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Revival69: The Concert That Rocked The World

Director Ron Chapman
Country Canada
Year 2022
Rating Not Rated
Running Time 97
Trailer Link

From The Booth

Revival69: The Concert that Rocked the World is a documentary with a back story almost as impressive as what ends up on screen. Even more incredible, it’s a story that was very nearly lost to the passing of time until a Toronto director stepped in.

In autumn 1969, following what had been a smash concert that spring, 22-year-old Toronto promoter John Brower hoped to stage another live music shindig. Brower’s vision was to unite the living pioneers of rock and roll, booking Chuck Berry, Little Richard, Jerry Lee Lewis, Bo Diddley, and Gene Vincent to perform.

Added to that, Brower booked two fledgling acts: a shock-rock combo from Detroit called the Alice Cooper Band, and a jazz-rock outfit from Illinois called Chicago. Despite the strong lineup in an era virtually defined by irreverent rock — Woodstock had just happened that summer — ticket sales were sluggish. Really sluggish.

Promoter Brower needed a fix, and fast. He booked The Doors, controversial at the time owing to an infamous incident at a Miami concert earlier that year, and he leaned on bikers to underwrite the show. The stakes were impossibly high, but Toronto concertgoers still hadn’t got the proverbial memo, perhaps daunted by the then-steep six-dollar ticket price.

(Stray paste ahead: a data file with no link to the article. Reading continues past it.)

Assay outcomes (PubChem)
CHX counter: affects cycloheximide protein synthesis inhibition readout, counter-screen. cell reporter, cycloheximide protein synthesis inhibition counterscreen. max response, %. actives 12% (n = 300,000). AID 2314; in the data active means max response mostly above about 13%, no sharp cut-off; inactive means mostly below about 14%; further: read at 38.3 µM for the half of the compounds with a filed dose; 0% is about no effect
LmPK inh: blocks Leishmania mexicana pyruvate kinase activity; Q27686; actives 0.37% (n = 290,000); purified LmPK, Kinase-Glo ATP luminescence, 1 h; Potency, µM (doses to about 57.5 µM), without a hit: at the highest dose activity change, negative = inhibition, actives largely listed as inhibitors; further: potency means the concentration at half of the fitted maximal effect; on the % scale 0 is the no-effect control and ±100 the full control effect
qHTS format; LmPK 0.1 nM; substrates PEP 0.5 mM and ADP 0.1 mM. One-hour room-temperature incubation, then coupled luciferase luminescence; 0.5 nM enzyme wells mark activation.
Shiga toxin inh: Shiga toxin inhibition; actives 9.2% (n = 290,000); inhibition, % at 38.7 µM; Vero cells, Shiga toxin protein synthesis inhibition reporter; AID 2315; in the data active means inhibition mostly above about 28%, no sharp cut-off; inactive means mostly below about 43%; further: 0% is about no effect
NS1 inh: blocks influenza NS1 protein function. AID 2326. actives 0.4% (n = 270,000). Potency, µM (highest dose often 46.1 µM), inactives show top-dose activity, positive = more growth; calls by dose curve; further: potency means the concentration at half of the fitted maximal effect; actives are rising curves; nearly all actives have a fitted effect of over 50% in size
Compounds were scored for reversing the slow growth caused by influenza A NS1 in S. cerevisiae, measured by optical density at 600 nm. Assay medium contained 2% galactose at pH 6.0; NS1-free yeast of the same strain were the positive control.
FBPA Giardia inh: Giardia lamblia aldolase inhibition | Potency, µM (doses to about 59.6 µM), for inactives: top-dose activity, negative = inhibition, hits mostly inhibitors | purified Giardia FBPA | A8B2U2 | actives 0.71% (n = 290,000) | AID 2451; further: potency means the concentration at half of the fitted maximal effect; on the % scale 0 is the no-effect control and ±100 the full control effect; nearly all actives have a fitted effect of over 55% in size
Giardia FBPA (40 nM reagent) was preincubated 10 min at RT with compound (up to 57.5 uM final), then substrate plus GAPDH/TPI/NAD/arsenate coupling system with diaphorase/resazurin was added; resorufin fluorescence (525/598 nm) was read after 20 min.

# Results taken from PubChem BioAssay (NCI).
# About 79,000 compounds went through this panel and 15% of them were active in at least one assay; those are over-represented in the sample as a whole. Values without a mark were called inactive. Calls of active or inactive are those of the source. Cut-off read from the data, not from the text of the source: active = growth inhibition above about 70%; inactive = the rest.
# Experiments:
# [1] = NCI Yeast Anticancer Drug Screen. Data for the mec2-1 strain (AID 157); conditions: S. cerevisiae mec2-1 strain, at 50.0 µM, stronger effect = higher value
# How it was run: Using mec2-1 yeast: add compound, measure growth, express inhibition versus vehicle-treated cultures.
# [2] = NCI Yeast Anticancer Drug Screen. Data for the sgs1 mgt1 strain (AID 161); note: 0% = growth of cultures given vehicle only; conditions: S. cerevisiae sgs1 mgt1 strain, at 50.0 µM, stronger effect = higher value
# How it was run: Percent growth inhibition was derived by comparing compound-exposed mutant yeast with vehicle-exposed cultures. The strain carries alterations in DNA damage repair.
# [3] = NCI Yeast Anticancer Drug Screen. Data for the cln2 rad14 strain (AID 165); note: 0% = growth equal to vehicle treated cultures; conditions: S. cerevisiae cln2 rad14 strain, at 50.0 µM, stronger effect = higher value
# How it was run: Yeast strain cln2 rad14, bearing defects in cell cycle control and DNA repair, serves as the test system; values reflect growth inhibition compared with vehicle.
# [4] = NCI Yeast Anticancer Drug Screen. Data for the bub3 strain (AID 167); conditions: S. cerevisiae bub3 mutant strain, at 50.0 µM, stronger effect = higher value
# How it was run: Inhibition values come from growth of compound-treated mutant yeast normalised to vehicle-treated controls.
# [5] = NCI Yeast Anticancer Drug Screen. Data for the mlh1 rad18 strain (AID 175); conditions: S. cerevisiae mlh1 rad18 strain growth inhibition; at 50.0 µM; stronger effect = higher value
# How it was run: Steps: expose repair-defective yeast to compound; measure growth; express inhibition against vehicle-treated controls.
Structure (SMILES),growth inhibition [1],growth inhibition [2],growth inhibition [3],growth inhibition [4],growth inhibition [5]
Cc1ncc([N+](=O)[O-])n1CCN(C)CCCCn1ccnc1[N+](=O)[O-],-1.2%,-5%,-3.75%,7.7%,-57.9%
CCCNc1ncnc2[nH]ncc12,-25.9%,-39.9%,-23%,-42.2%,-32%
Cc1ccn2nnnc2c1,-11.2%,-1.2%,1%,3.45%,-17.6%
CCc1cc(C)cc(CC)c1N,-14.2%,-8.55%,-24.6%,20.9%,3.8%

On a lark, Brower asked John Lennon to join the event.  Unbeknownst to the promoter, Lennon was at a crossroads, wanting to escape the Beatles and explore other musical avenues but unsure of the right direction.

The Toronto event seemed like a solid distraction, and Lennon’s rock and roll heroes would all be there. With Yoko Ono and the Plastic Ono Band featuring Eric Clapton (!) in tow, Lennon headed to Toronto. The subsequent show, dubbed the Toronto Rock ‘n’ Roll Revival and held September 13, 1969, at Varsity Stadium, was a game-changer on multiple fronts.

The Toronto Rock ‘n’ Roll Revival was once cited by Rolling Stone magazine as the second most historic concert of all time, behind just Woodstock, though proof of that remains elusive online. (Both director Chapman and former rock critic and concert attendee Ritchie Yorke, speaking with Toronto author and historian Nicholas Jennings, say the designation is true. Ditto Toronto Star film writer and former rock writer Peter Howell, who has a copy of the issue somewhere in his files)." - Kim Hughes, Original Cin.